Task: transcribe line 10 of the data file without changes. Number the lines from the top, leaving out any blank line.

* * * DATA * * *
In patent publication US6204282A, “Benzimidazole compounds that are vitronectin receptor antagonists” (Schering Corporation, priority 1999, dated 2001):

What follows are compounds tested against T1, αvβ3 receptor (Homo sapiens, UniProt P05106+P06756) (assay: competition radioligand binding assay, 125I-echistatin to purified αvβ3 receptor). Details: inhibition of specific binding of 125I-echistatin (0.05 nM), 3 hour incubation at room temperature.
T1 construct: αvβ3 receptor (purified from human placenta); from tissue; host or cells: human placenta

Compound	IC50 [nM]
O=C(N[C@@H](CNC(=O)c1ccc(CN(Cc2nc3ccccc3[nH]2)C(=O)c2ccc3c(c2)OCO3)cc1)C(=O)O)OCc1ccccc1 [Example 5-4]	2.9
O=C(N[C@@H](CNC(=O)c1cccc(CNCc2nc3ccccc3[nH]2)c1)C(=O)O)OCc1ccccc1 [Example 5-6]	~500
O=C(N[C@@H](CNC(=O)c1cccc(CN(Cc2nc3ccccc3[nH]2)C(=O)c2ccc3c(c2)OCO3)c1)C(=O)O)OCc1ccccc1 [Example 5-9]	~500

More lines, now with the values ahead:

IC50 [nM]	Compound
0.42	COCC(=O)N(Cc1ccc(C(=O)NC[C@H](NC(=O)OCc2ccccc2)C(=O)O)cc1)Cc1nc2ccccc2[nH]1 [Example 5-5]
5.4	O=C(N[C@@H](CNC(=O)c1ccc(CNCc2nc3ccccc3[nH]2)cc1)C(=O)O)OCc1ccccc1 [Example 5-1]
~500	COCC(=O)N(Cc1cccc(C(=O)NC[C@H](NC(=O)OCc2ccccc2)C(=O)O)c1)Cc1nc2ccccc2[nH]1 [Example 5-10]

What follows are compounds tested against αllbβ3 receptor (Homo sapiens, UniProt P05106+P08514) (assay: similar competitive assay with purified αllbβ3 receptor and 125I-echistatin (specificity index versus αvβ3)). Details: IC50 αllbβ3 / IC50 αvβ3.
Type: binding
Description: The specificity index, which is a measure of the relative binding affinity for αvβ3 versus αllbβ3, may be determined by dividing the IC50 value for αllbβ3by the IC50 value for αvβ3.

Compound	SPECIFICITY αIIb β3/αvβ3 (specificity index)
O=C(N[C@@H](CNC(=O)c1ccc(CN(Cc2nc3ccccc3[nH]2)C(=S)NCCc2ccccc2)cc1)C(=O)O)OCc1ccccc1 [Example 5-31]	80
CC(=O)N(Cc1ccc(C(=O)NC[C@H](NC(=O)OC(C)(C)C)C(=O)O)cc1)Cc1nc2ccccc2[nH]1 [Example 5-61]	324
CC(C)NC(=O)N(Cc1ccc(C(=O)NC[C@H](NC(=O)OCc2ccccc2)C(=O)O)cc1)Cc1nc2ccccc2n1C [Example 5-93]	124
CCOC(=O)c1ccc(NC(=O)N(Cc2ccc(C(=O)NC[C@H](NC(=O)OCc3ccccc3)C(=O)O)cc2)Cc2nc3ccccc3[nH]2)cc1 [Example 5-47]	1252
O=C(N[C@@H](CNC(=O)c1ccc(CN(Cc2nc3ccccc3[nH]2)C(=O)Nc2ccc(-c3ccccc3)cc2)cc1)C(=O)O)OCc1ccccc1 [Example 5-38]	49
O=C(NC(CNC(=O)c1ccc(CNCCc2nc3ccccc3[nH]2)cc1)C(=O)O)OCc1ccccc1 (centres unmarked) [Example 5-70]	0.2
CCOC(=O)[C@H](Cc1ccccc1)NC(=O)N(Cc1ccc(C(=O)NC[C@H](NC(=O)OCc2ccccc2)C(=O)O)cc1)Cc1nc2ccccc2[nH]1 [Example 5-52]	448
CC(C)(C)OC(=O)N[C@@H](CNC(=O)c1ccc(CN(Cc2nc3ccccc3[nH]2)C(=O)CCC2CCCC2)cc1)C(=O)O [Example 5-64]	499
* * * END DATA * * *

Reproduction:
0.42	COCC(=O)N(Cc1ccc(C(=O)NC[C@H](NC(=O)OCc2ccccc2)C(=O)O)cc1)Cc1nc2ccccc2[nH]1 [Example 5-5]